The voluntary simplicity movement is the inevitable reaction to overwhelming choice. It has elected, amidst the complex systems of choice, to consciously ignore the vast majority of these choices. Through the slow, mindful acquisition of self-knowledge, we can become aware of what it is that we truly desire. We can learn who our deepest, most wild selves are and begin to eliminate the noise of consumer culture and develop honest connections to what we surround ourselves with. We consciously set our own limits, based on personal morality and awareness of the self, who we are. We take into account the planet and live within the very real and tangible limits set by both the available resources and the requirements of all life on Earth. We humbly decline choice and accept all that we have with vast gratitude and love. The two reflect and compound each other: as we learn to meditate, appreciate what we have study ourselves we begin to desire space, nature, quiet and simplicity. As we spend time in nature, silence and mindfulness we learn who we are and we appreciate what we have.
Turning down the distorted noise created by too much choice allows one to hear the dawn chorus, to really listen to a friend’s story, to appreciate the depth of a great album and to glimpse the truth of our wild-selves. It is an integral way on the path of a connected life. Sam Harris calls it waking up.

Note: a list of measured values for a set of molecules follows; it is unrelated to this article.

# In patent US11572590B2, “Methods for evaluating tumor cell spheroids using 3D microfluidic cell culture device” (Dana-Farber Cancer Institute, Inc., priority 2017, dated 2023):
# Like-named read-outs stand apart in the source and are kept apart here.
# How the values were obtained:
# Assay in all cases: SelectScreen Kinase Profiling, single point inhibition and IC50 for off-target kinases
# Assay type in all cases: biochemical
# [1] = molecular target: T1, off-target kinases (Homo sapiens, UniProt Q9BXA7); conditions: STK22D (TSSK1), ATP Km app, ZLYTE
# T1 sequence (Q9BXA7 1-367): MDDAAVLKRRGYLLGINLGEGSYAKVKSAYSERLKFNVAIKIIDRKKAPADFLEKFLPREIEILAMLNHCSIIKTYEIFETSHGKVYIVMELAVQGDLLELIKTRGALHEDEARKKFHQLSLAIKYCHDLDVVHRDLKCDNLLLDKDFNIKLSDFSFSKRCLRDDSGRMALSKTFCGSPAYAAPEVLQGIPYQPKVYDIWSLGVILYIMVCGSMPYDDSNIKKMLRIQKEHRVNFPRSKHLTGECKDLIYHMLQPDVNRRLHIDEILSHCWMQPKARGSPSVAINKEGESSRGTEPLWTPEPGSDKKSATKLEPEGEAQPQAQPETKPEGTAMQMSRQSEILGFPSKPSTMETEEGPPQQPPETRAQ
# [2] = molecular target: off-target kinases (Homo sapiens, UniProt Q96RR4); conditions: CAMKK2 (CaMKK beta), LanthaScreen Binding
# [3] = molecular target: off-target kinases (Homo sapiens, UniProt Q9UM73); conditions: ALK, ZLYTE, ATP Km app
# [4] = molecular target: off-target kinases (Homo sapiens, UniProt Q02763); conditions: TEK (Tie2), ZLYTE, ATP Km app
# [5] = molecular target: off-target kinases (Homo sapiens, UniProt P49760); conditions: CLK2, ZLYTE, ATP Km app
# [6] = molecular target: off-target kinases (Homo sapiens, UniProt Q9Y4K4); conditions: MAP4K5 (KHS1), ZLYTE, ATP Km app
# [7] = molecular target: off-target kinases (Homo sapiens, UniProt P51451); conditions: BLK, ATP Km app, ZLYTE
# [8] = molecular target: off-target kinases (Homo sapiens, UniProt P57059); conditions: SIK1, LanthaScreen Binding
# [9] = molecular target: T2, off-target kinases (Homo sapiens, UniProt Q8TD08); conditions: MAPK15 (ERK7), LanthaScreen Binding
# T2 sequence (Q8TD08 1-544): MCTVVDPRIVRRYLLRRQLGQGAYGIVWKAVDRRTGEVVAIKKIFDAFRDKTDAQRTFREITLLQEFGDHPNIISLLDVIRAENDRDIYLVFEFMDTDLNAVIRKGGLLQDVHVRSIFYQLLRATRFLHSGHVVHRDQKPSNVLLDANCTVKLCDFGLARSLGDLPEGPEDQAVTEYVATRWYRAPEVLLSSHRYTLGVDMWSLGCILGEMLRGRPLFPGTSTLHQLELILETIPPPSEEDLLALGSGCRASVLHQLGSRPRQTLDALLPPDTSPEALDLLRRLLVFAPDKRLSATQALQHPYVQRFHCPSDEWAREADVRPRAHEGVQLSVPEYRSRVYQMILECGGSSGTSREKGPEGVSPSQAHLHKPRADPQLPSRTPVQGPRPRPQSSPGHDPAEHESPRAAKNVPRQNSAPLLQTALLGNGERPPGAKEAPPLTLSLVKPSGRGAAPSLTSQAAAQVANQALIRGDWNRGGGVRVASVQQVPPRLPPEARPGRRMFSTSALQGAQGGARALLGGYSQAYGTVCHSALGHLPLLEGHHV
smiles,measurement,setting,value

Food as Voluntary Simplicity
What we choose to eat is paramount to our ability to become nature connected. Simplifying what we eat can be profoundly respectful to the world’s ecology and resources, and to ourselves. To connect to your biosphere and taste the benefits of voluntary simplicity means to eliminate the intense complexity of globalised industrial agriculture and instead buy local, seasonal fruit and vegetables. This is an eco-spiritual choice. It is political activism at its finest, most gentle and humble. We can visit local farms and feel, intuitively, which one will provide our bodies and souls with nourishing food and which one acts best as nature protector, not destroyer. Accept the limits of the seasons with heartfelt gratitude and be present with each and every meal, every mouthful. This is a profound practice.
***Given the present situation- Billions home-isolated due to the Corona Virus outbreak- we are in a unique situation to truly consider the functioning of our global economic and social systems. They are immensely complex and quickly proving themselves deeply non-resilient and destructive to the planet we live on. We are faced with an opportunity to consider what truly matters in life. An opportunity to make some changes, to put systems in place to create resilient local food systems, to decrease our need for long-distance transportation, to find new ways of working to create more time with our families and friends. In doing so, we can simplify, voluntarily, to simultaneously build meaningful lives and avoid climate catastrophe. There is an old Buddhist adage: ‘to be reborn, first, we must die’. Perhaps this is the death of our fragile and destructive system. We can now decide in what form it is going to be reborn.***